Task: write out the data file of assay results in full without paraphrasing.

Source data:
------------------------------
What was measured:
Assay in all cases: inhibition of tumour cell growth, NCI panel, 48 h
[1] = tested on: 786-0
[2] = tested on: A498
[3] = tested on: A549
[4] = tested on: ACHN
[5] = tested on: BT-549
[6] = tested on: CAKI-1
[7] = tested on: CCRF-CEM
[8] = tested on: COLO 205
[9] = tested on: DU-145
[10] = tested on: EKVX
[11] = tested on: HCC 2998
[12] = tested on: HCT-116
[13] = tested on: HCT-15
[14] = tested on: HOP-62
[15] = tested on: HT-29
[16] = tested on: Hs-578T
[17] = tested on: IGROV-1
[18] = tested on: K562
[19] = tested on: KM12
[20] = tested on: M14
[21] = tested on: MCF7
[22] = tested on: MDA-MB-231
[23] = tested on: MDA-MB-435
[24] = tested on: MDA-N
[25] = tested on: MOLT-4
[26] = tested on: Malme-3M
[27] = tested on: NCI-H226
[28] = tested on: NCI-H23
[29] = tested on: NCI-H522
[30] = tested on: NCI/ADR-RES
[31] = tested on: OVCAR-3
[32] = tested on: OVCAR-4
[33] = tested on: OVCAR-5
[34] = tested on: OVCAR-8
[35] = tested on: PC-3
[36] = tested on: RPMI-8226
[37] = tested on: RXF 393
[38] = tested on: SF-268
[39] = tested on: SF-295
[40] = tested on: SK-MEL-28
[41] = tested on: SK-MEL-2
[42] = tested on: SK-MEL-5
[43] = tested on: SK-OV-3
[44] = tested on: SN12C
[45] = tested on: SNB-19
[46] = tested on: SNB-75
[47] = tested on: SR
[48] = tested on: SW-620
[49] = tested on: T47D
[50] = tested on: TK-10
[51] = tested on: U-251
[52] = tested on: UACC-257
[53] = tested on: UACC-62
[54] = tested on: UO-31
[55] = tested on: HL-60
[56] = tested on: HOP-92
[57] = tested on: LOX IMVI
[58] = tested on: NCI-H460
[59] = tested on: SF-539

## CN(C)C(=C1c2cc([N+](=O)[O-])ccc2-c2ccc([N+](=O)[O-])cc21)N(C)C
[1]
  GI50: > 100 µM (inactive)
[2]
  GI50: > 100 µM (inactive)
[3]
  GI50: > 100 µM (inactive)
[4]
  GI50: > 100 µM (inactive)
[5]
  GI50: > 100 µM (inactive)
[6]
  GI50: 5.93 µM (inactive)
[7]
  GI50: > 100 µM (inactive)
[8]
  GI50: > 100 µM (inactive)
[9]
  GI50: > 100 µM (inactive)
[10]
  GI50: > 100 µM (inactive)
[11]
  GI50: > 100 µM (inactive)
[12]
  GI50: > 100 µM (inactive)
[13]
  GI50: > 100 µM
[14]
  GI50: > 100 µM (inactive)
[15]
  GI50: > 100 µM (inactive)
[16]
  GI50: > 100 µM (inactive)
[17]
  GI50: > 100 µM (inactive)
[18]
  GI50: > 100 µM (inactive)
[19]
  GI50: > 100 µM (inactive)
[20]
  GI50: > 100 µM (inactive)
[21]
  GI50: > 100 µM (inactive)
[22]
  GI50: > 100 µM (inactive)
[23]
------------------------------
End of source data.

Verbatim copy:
What was measured:
Assay in all cases: inhibition of tumour cell growth, NCI panel, 48 h
[1] = tested on: 786-0
[2] = tested on: A498
[3] = tested on: A549
[4] = tested on: ACHN
[5] = tested on: BT-549
[6] = tested on: CAKI-1
[7] = tested on: CCRF-CEM
[8] = tested on: COLO 205
[9] = tested on: DU-145
[10] = tested on: EKVX
[11] = tested on: HCC 2998
[12] = tested on: HCT-116
[13] = tested on: HCT-15
[14] = tested on: HOP-62
[15] = tested on: HT-29
[16] = tested on: Hs-578T
[17] = tested on: IGROV-1
[18] = tested on: K562
[19] = tested on: KM12
[20] = tested on: M14
[21] = tested on: MCF7
[22] = tested on: MDA-MB-231
[23] = tested on: MDA-MB-435
[24] = tested on: MDA-N
[25] = tested on: MOLT-4
[26] = tested on: Malme-3M
[27] = tested on: NCI-H226
[28] = tested on: NCI-H23
[29] = tested on: NCI-H522
[30] = tested on: NCI/ADR-RES
[31] = tested on: OVCAR-3
[32] = tested on: OVCAR-4
[33] = tested on: OVCAR-5
[34] = tested on: OVCAR-8
[35] = tested on: PC-3
[36] = tested on: RPMI-8226
[37] = tested on: RXF 393
[38] = tested on: SF-268
[39] = tested on: SF-295
[40] = tested on: SK-MEL-28
[41] = tested on: SK-MEL-2
[42] = tested on: SK-MEL-5
[43] = tested on: SK-OV-3
[44] = tested on: SN12C
[45] = tested on: SNB-19
[46] = tested on: SNB-75
[47] = tested on: SR
[48] = tested on: SW-620
[49] = tested on: T47D
[50] = tested on: TK-10
[51] = tested on: U-251
[52] = tested on: UACC-257
[53] = tested on: UACC-62
[54] = tested on: UO-31
[55] = tested on: HL-60
[56] = tested on: HOP-92
[57] = tested on: LOX IMVI
[58] = tested on: NCI-H460
[59] = tested on: SF-539

## CN(C)C(=C1c2cc([N+](=O)[O-])ccc2-c2ccc([N+](=O)[O-])cc21)N(C)C
[1]
  GI50: > 100 µM (inactive)
[2]
  GI50: > 100 µM (inactive)
[3]
  GI50: > 100 µM (inactive)
[4]
  GI50: > 100 µM (inactive)
[5]
  GI50: > 100 µM (inactive)
[6]
  GI50: 5.93 µM (inactive)
[7]
  GI50: > 100 µM (inactive)
[8]
  GI50: > 100 µM (inactive)
[9]
  GI50: > 100 µM (inactive)
[10]
  GI50: > 100 µM (inactive)
[11]
  GI50: > 100 µM (inactive)
[12]
  GI50: > 100 µM (inactive)
[13]
  GI50: > 100 µM
[14]
  GI50: > 100 µM (inactive)
[15]
  GI50: > 100 µM (inactive)
[16]
  GI50: > 100 µM (inactive)
[17]
  GI50: > 100 µM (inactive)
[18]
  GI50: > 100 µM (inactive)
[19]
  GI50: > 100 µM (inactive)
[20]
  GI50: > 100 µM (inactive)
[21]
  GI50: > 100 µM (inactive)
[22]
  GI50: > 100 µM (inactive)
[23]